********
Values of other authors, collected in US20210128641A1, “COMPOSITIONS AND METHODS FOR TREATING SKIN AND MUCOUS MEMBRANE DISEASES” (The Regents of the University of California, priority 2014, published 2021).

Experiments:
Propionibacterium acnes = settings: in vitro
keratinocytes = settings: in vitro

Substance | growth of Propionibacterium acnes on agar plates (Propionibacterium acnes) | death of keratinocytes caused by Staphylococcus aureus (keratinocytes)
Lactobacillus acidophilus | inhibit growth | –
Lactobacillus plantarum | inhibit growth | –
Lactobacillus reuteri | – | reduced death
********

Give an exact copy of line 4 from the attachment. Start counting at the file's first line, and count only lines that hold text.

keratinocytes = settings: in vitro